Environment

System uses ultrasound to keep bats away from wind turbines

System uses ultrasound to keep...
The Bat Deterrent System, pictured here, will be available in 2019
The Bat Deterrent System, pictured here, will be available in 2019
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The Bat Deterrent System, pictured here, will be available in 2019
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The Bat Deterrent System, pictured here, will be available in 2019

Although wind turbines may be a valuable source of eco-friendly energy, they do have at least one drawback – bats are frequently killed by their spinning blades. A promising new system is designed to help keep that from happening, however, by producing an ultrasonic acoustic field.

As most people likely already know, bats find their way around in the dark by emitting ultrasonic calls. Based on the time that it takes for those calls to echo back to the bat's ears, along with the direction from which those echoes come, the animal is able to determine the distance and direction of obstacles – or of the flying insects upon which it feeds.

Developed by Vermont-based NRG Systems, the Bat Deterrent System emits an ultrasonic field in the same range as bats' natural calling frequencies. As bats approach that field, it gradually starts causing them to be unable to hear the echoes of their calls. The idea is that when this happens, the animals will begin to become disoriented, and respond by leaving the area.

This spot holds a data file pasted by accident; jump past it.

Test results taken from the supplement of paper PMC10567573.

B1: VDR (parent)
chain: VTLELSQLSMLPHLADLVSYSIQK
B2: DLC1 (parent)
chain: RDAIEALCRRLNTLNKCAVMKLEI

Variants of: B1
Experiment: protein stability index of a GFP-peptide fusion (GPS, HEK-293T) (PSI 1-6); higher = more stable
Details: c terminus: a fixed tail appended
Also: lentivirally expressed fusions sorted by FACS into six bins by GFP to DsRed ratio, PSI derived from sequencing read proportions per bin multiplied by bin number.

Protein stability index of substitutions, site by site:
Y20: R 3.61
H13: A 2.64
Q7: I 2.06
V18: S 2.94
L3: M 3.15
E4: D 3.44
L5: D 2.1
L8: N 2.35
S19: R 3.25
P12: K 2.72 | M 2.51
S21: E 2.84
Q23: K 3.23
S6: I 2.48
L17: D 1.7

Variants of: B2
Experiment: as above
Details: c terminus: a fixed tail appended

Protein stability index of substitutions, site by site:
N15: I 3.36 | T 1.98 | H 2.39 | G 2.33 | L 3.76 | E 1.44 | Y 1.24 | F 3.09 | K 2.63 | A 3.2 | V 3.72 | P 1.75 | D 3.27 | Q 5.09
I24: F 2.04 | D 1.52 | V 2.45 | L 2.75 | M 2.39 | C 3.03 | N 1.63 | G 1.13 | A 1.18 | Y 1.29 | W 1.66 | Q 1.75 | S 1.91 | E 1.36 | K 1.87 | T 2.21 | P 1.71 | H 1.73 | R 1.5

The system was recently evaluated by a team from Texas State University, in partnership with Bat Conservation International, at the Los Vientos Wind Energy Facility.

Two years after being installed on 16 of the facility's 255 turbines, the technology was determined to have reduced overall bat fatalities by 54 percent. While the study particularly notes a reduction in deaths of Brazilian free-tailed bats and hoary bats, NRG states that its system is designed to work on all bat species native to North America, and most found in Europe.

It is also claimed that the system isn't harmful to bats or other wildlife, and that bats should not develop a tolerance to it.

The Bat Deterrent System will be commercially available starting next year.

Sources: Texas State University, NRG Systems

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